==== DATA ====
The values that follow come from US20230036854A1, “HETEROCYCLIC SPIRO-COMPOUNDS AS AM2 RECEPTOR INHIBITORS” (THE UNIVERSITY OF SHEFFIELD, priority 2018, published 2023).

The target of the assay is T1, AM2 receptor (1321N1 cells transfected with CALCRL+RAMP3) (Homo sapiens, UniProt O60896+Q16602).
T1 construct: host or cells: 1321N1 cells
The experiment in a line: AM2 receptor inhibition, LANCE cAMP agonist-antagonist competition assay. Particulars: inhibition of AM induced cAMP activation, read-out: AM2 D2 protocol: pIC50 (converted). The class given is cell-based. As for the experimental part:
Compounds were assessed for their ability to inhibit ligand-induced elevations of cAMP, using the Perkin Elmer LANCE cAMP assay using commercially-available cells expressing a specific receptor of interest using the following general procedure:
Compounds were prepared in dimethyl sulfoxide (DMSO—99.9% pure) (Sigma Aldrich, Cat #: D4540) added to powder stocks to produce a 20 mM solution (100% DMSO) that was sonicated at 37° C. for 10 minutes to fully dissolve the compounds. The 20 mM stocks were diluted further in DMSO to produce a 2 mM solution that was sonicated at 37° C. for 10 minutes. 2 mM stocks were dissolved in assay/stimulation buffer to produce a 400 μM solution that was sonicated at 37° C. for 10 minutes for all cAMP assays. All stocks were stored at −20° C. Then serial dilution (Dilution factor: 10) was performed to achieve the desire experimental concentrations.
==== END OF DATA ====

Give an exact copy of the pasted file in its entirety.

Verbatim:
The values that follow come from US20230036854A1, “HETEROCYCLIC SPIRO-COMPOUNDS AS AM2 RECEPTOR INHIBITORS” (THE UNIVERSITY OF SHEFFIELD, priority 2018, published 2023).

The target of the assay is T1, AM2 receptor (1321N1 cells transfected with CALCRL+RAMP3) (Homo sapiens, UniProt O60896+Q16602).
T1 construct: host or cells: 1321N1 cells
The experiment in a line: AM2 receptor inhibition, LANCE cAMP agonist-antagonist competition assay. Particulars: inhibition of AM induced cAMP activation, read-out: AM2 D2 protocol: pIC50 (converted). The class given is cell-based. As for the experimental part:
Compounds were assessed for their ability to inhibit ligand-induced elevations of cAMP, using the Perkin Elmer LANCE cAMP assay using commercially-available cells expressing a specific receptor of interest using the following general procedure:
Compounds were prepared in dimethyl sulfoxide (DMSO—99.9% pure) (Sigma Aldrich, Cat #: D4540) added to powder stocks to produce a 20 mM solution (100% DMSO) that was sonicated at 37° C. for 10 minutes to fully dissolve the compounds. The 20 mM stocks were diluted further in DMSO to produce a 2 mM solution that was sonicated at 37° C. for 10 minutes. 2 mM stocks were dissolved in assay/stimulation buffer to produce a 400 μM solution that was sonicated at 37° C. for 10 minutes for all cAMP assays. All stocks were stored at −20° C. Then serial dilution (Dilution factor: 10) was performed to achieve the desire experimental concentrations.